Thursday, September 01, 2011
Madras Week: Hotel Green Park scores yet again
Whether Madras Week celebrations received overwhelming or muted response this year, activities at Hotel Green Park, Vadapalani, went on an even keel and the response, like in previous years, was quite overwhelming and encouraging. There were quite a few who had travelled long distances to reach the venue and it was only after the clock struck eight that some began to slowly wend their way back home.
As usual it was the programme for children that set the tone for the evening. When Binita and Shrimati of Spring into Reading set about the task a few years ago, organising events for children during Madras Week, little would they have imagined the kind of response the events would generate. When Gargi of Zoom Kids joined this year, the three, under the Spring and Zoom (an activity centre for children) banner, made the most of an afternoon, welcoming children to experiment and create products using the potter’s wheel and palm leaves. Supported by resource persons from DakshinaChitra, ‘Madras – experience your cultural heritage’ was open to children five years and above.
Later, there was a peppy demonstration by the students, of ‘Madras: Then and now’, complete with song, dance and theatre, touching upon aspects such as traditional games and how children spend their time today compared to those in the past.
For Chithra Madhavan, Hotel Green Park is almost home. She has lectured here on two previous occasions. This year, she chose to make a presentation on ‘Lesser known temples of Chennai – some more’. As usual, hers was a thoroughly researched presentation, pleasing to the ear and easy on the eye. It’s indeed a shame that many of our old temples remain neglected with inscriptions scraped away and gaudy paint plastered over. Chithra points this out time and again, which only shows that it must be the same story in many temples and how it has impacted a lover of heritage like her.
Incidentally, Chithra completed her M.A. and M. Phil. from the Department of Indian History, University of Madras and her Ph.D. from the Department of Ancient History and Archaeology, University of Mysore. She has published five books - History and Culture of Tamil Nadu (in two volumes) and Vishnu Temples of South India (in three volumes). She has also co-edited a book South India Heritage which contains 500 articles on various aspects of South India’s heritage and culture.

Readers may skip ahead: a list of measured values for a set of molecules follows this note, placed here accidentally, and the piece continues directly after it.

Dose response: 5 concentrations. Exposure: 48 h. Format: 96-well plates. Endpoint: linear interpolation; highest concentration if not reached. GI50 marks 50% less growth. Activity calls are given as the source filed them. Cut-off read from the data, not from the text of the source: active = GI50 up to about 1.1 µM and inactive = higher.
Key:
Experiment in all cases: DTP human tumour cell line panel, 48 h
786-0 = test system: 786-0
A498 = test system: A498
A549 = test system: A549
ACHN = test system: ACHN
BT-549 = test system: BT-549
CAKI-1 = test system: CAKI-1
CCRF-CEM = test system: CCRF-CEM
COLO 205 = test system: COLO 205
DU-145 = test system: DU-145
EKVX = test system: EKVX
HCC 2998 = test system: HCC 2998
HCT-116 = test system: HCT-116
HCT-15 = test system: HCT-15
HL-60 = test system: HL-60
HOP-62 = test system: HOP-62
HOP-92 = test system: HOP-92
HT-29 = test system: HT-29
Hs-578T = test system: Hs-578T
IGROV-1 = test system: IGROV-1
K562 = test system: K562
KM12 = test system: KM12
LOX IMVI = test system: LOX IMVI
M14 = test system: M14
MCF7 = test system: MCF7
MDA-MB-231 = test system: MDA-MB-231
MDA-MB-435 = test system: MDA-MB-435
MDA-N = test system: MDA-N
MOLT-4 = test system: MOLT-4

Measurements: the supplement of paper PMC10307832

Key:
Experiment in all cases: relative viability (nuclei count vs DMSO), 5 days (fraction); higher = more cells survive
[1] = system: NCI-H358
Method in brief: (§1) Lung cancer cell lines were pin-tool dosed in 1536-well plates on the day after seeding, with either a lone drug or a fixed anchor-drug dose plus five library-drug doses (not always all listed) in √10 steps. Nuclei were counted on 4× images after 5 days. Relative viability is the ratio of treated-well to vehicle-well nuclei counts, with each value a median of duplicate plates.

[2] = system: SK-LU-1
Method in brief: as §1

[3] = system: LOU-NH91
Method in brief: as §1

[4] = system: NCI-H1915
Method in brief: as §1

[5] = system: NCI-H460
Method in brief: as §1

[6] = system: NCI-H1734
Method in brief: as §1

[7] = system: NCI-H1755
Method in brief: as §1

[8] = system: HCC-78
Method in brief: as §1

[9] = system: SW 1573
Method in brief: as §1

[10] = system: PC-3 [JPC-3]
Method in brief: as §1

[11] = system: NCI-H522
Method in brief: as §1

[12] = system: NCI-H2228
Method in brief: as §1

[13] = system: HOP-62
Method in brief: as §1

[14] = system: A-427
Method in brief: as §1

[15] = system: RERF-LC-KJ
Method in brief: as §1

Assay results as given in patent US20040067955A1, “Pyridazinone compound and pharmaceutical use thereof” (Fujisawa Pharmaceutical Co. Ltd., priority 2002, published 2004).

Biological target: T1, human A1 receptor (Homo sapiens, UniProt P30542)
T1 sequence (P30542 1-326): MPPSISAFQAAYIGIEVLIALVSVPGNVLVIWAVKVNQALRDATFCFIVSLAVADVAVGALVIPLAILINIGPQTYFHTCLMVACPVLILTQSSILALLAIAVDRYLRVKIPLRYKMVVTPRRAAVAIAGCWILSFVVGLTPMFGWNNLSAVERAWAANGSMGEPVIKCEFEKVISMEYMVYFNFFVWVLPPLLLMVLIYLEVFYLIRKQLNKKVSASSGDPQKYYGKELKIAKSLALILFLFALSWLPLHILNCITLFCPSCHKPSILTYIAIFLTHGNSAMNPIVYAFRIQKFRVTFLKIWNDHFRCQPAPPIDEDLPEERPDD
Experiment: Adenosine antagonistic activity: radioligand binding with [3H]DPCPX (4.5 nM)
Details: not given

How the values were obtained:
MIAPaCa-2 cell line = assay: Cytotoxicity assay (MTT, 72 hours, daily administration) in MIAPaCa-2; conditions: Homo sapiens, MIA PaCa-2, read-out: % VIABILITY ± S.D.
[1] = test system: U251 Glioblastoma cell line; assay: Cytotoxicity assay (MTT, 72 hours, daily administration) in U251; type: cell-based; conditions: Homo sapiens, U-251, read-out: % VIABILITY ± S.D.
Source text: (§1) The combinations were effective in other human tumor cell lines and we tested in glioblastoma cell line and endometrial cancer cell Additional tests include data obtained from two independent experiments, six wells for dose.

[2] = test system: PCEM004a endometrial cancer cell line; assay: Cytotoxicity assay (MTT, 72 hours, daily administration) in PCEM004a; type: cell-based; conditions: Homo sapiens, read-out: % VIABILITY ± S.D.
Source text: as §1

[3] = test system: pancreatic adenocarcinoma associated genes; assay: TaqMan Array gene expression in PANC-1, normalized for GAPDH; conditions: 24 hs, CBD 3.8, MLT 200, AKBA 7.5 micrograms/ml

Pradeep Chakravarthy made quite an interesting presentation, on how ‘Kodambakkam (Puliyur) was the centre of Madras’. He took a look at how Madras was organised geographically in the 9th-12th centuries, what some troublesome local governance issues were and how they were resolved. There is very little about Puliyur in the public domain and based on what Pradeep explained, there is a whole world out there that needs to be researched. It only shows how little we know about our own local history. Pradeep’s attempt I thought was remarkable simply because there is so little material to base a presentation like his on. I would urge him to conduct research himself, if he can. That might form the background to an interesting book.
Pradeep has two books to his credit – on Thanjavur and the Vahanas. A student of KFI and a graduate from Madras Christian College, Jawaharlal Nehru University and the London School of Economics, he is an executive coach for senior leaders in Infosys Technologies. His articles appear frequently in The Hindu and Business Line.
Pictures show some children waiting expectantly as a little girl gets her fingers thoroughly soiled on the potter’s wheel; a resource person from DakshinaChitra showing a boy how he can be creative with palm leaves; children from the local Corporation school show off their exhibits; a father and daughter look for something interesting to read as Malavika from Book and Borrow looks on; and a packed hall at Green Park.